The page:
A number of readers have asked us to explain the mechanism for a foreigner to register title to a house in Thailand in his or her name.
Remember, a foreigner may register title to a house in Thailand. Because of the Thai land laws, a foreigner normally can't put the land on which the house sits in his or her name.
The foreigner can have title to the house put in his or her name and a 30-year land lease to the foreigner is later registered on the title deed to the land.
As we explained last week, if the house is in the name of the foreigner, the foreigner has the right and obligation to move or destroy it before the end of the lease. Since it's unlikely that the plot of land under the house is worth much without the house, it's likely that the landlord or the landlord's heirs will renew the lease, because the landlord will at least receive the rent for the new 30-year term. Of course, if the landlord forces the tenant to destroy the house, it is unlikely that the landlord will receive any payment at all.
But what's the procedure to put the house in the foreigner's name? Well, the basic way to do this is called the 30 day notice under Ministerial Regulation No7 (AD 1954) issued under the Land Code of the same year. Under this regulation, when the building's purchase will be conducted without the transfer of ownership of the land on which the building is constructed, the buyer and seller have to post notices at:
- The district office;
- the village chief's house, if there is one in the area;
- the location of the land; and
- the municipality office.
The notices must be posted more than 30 days before the transfer. The idea is that this gives notice to any other interested person who may have a claim on the house.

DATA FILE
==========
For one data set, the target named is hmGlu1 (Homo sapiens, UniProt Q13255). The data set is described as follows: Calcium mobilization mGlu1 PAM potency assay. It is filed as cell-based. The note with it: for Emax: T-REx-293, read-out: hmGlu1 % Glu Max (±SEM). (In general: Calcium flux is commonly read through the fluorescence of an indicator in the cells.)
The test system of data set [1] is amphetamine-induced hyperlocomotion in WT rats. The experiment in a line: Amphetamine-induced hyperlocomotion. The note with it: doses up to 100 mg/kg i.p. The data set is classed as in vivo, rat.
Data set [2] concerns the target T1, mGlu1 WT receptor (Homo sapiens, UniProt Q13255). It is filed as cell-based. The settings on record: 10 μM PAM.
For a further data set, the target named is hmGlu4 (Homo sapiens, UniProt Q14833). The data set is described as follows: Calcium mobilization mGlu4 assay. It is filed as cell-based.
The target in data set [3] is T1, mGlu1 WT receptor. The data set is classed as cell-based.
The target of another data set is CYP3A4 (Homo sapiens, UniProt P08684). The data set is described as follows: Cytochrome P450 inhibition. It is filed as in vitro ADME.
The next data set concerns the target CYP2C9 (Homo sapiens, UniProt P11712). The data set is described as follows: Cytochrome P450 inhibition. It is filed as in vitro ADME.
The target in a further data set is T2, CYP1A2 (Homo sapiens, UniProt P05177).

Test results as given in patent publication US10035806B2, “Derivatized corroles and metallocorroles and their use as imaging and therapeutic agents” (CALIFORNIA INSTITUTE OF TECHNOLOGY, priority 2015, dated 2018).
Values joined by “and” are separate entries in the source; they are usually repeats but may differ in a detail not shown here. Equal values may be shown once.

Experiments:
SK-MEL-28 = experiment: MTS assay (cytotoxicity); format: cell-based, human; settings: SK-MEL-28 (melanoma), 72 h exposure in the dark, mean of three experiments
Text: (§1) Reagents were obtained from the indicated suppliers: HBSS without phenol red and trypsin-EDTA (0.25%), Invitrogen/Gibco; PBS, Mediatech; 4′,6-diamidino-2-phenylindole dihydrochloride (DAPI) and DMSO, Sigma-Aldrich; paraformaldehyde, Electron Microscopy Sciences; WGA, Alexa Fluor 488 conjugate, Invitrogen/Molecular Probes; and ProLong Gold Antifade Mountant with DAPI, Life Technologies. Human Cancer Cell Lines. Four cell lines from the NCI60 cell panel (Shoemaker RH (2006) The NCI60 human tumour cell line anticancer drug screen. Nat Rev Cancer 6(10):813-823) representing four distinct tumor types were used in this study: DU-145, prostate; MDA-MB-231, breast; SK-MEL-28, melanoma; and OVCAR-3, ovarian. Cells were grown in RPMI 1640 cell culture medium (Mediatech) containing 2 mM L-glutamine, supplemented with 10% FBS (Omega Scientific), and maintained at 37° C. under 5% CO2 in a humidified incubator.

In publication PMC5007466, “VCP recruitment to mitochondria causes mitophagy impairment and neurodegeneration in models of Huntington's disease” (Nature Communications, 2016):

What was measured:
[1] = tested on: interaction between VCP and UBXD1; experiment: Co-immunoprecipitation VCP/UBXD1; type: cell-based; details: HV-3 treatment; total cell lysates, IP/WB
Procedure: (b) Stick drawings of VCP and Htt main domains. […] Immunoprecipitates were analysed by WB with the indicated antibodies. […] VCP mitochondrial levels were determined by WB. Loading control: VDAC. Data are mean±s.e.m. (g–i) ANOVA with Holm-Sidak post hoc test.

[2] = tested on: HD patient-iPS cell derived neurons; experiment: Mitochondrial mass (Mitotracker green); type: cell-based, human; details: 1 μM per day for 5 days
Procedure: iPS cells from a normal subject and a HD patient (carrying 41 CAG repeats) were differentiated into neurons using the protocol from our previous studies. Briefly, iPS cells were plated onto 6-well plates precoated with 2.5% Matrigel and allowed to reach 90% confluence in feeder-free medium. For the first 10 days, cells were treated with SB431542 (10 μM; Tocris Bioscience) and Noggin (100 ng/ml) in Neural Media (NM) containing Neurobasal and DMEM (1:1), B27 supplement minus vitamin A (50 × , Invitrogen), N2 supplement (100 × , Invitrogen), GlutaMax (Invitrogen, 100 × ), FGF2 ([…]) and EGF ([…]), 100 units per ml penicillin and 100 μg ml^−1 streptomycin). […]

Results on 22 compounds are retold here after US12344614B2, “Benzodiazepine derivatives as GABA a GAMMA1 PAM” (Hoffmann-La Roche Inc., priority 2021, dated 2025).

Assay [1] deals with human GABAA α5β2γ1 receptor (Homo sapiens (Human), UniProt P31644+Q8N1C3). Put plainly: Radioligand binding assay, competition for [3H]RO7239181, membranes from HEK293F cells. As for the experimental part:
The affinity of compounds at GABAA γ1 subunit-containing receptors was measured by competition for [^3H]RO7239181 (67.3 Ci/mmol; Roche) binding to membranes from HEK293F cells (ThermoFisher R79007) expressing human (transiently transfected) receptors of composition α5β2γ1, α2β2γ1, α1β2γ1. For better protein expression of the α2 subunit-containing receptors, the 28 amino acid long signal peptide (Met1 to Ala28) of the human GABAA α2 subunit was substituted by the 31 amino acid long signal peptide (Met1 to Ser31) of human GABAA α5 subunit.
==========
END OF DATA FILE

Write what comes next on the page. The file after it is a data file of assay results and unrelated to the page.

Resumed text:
If there is some objection from the public, a land officer may attempt to get the parties to agree through compromise. If the parties can't reach an agreement, they can file a lawsuit.
If there is no objection to the 30-day notice, the land office will record the registration of the house along with the contract of sale of the house. Though there is no title deed for this, these recorded documents are official proof of ownership.
There's another way that title to a house may be placed in a foreigner's name. If the buyer is a foreigner and the house is not yet built, the building permit can be put in the foreigner's name. Then the application for the blue book is put in the foreigner's name, too.
Having a blue book, by the way, means only that the address is registered with the local authorities and is not evidence of ownership by anybody.
But we'll talk about this in a later column.
If both the building permit and the application for the blue book (tor ror 900) are in the foreigner's name, some land offices accept this as ownership of title to the house. To get the documentation from the land office that the title to the house is in the name of the foreigner, the 30 day notice mentioned above must also be given.
With either of the above registration procedures, after the registration of the house, the registration of the lease on the land takes place separately and is recorded on the title deed to the land.
James Finch of Chavalit Finch and Partners (email@example.com) and
Nilobon Tangprasit of Siam City Law Offices Ltd (firstname.lastname@example.org).
Researchers: Arnon Rungthanakarn and Sitra Horsinchai.
For more information visit www.chavalitfinchlaw.com.
Questions? Contact us at the email addresses above.
About the author
Writer: James Finch & Nilobon Tangprasit